In today’s day and age, producing top-of-the-line content is of the utmost importance. Additionally, it’s perhaps just as vital to understand the factors that will help drive traffic to your website, engage readers, and attract qualified leads. In order to monitor these relevant performance metrics, you’ll need an excellent content strategy.
If that’s your goal, your law firm should focus on these objectives:
- Positioning your website in search queries in order to produce qualified traffic
- Becoming an authority on your topic, informing and instructing visitors, and cementing the website as a trustworthy source for search engines
- Offering excellent, professional material on a topic and citing other websites in order to produce organic backlink acquisitions and higher recognition online
Achieving even one of these points is tough. Finding success with all three requires years of devotion and perhaps hundreds of pages of top-of-the-line content.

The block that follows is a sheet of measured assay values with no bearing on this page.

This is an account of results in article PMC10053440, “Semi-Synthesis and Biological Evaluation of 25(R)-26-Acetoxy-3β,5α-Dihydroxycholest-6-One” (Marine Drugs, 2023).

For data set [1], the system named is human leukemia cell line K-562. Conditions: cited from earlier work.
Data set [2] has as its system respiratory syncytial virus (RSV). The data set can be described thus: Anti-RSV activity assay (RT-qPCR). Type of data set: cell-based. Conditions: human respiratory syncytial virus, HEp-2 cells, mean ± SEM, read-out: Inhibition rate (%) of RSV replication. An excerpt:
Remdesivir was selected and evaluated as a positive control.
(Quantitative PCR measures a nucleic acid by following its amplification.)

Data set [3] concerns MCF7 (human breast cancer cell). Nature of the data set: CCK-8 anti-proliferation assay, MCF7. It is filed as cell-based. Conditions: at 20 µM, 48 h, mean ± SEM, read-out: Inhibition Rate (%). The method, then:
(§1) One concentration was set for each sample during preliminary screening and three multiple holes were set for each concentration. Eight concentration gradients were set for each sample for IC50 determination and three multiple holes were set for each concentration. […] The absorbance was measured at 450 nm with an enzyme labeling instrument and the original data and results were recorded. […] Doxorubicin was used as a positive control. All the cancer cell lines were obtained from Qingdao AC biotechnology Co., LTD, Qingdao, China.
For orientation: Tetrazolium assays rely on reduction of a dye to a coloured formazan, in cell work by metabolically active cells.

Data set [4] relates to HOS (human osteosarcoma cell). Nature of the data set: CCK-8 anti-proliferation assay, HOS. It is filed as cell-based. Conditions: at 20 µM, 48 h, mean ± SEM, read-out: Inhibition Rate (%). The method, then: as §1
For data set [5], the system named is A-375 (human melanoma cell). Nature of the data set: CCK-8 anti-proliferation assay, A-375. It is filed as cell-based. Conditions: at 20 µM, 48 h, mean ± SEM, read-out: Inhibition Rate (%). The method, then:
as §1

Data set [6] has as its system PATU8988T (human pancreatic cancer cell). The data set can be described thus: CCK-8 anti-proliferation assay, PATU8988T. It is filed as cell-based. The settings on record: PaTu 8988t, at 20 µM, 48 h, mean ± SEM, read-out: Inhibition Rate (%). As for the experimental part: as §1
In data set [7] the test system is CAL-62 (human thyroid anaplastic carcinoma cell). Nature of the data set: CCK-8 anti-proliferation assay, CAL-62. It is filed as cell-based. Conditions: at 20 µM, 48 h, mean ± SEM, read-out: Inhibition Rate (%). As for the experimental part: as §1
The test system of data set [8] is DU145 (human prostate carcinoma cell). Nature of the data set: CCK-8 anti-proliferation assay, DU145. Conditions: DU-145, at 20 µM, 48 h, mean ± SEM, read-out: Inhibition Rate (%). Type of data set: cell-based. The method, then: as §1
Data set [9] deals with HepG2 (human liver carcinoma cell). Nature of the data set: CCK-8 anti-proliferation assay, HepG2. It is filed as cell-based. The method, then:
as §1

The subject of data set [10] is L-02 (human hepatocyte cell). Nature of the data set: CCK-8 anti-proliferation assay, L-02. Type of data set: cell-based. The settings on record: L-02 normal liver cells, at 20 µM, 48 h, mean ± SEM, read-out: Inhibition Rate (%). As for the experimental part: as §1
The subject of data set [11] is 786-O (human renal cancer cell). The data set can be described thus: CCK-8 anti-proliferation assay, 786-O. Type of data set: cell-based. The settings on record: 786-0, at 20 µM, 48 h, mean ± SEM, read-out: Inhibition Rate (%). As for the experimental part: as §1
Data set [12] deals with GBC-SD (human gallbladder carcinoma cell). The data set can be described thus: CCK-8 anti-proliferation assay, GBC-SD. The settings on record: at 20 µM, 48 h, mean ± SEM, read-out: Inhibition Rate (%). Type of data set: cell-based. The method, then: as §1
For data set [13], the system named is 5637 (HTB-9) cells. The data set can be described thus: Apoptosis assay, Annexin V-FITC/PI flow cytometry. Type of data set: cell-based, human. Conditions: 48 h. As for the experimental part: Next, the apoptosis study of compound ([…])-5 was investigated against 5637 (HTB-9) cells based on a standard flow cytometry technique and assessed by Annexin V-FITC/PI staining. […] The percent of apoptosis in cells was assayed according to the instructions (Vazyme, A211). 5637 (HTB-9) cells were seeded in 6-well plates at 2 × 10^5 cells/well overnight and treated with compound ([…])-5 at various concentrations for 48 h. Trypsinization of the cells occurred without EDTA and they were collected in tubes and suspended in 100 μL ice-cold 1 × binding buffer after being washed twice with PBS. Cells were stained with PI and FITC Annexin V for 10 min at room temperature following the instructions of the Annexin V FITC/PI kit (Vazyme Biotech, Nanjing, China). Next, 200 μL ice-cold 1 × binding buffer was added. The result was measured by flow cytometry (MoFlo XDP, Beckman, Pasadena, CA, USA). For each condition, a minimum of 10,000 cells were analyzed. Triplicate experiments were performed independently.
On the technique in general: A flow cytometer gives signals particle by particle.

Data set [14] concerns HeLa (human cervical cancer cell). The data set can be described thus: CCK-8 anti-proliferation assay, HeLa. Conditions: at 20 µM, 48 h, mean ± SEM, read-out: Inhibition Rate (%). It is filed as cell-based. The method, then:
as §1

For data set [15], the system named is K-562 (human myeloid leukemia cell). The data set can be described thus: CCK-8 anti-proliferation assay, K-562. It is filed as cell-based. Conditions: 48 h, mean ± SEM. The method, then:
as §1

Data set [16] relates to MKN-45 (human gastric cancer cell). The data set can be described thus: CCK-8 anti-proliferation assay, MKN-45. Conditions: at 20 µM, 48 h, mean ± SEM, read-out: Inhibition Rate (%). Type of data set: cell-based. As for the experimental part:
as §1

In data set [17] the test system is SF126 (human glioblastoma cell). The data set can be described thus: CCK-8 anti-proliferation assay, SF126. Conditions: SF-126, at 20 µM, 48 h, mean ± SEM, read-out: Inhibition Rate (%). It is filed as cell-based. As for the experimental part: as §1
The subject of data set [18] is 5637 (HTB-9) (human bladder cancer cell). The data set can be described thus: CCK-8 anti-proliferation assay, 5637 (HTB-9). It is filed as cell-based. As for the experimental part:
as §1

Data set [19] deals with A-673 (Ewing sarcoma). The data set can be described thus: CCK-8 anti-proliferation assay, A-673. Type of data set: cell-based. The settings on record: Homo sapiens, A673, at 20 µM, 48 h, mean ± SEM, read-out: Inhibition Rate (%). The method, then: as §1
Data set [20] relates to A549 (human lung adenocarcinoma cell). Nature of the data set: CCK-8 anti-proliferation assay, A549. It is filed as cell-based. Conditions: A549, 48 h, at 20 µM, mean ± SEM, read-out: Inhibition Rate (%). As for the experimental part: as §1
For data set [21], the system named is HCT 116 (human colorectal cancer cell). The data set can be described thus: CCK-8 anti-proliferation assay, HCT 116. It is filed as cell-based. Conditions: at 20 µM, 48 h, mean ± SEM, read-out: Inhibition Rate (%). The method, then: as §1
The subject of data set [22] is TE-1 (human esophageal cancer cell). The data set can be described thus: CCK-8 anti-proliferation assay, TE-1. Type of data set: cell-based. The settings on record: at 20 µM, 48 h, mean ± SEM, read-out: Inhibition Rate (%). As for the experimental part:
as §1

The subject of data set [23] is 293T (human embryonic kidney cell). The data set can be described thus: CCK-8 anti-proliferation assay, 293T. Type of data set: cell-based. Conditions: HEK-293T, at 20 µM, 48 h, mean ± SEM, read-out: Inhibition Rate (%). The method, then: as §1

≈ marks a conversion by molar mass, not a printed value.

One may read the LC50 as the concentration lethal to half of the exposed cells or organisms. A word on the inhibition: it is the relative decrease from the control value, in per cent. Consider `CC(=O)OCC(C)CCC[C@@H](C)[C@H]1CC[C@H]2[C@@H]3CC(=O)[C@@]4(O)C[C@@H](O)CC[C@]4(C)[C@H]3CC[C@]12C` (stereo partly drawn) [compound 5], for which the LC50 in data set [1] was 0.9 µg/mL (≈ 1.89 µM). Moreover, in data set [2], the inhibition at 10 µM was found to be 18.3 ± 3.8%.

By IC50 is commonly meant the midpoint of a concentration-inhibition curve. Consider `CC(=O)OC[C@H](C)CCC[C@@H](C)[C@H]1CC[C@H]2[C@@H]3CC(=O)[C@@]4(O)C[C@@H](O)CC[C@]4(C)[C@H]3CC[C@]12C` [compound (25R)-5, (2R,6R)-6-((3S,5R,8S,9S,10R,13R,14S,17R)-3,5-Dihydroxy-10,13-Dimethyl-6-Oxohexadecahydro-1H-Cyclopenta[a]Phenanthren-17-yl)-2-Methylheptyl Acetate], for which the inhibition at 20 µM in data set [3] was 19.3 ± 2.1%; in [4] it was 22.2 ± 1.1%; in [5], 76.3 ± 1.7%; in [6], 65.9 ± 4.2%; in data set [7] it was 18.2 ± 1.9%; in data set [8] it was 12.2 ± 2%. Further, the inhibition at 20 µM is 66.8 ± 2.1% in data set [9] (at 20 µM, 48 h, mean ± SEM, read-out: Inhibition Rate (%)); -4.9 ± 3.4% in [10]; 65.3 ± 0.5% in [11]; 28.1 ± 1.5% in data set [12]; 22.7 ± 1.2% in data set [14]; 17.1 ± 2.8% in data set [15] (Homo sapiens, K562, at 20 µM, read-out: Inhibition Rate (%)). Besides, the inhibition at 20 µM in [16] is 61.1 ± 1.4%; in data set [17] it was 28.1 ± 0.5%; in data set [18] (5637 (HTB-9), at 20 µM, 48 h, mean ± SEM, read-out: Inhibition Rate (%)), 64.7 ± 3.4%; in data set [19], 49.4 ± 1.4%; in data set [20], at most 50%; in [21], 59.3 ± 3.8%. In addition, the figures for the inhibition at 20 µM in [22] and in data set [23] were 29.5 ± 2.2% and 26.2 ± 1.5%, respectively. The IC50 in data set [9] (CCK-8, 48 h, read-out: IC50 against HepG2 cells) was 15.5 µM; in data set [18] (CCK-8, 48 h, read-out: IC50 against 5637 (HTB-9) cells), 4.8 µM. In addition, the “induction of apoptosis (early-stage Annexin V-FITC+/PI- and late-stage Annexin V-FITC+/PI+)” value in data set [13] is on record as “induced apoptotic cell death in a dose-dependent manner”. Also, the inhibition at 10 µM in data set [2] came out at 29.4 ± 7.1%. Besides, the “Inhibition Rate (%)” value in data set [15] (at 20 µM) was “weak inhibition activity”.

Constructing a content strategy entails focusing on quality lead generation. The other aspects are simply a helpful derivative, which is totally fine. Writing an article like this, for instance, involves first focusing on becoming an authority on the topic. Garnering backlink acquisitions would be a valuable offshoot if the internet allowed it!
When your law firm is just starting, you’ll focus on key performance indicators (KPIs) to understand whether you’re going down the right path. KPIs can include website engagement, keyword rankings, and traffic. If your KPIs are reaching applicable standards—like a spike in traffic for pages that have intent—you’ll be in the driver’s seat when it comes to getting leads.
First, analyze your traffic. The best tool to utilize, in this case, is Google Analytics. Begin by sorting by time, as shown in the example below:
This is where you’ll regulate anything that needs to be modified. It may be in your best interest to weigh your results from the preceding period when you make any changes.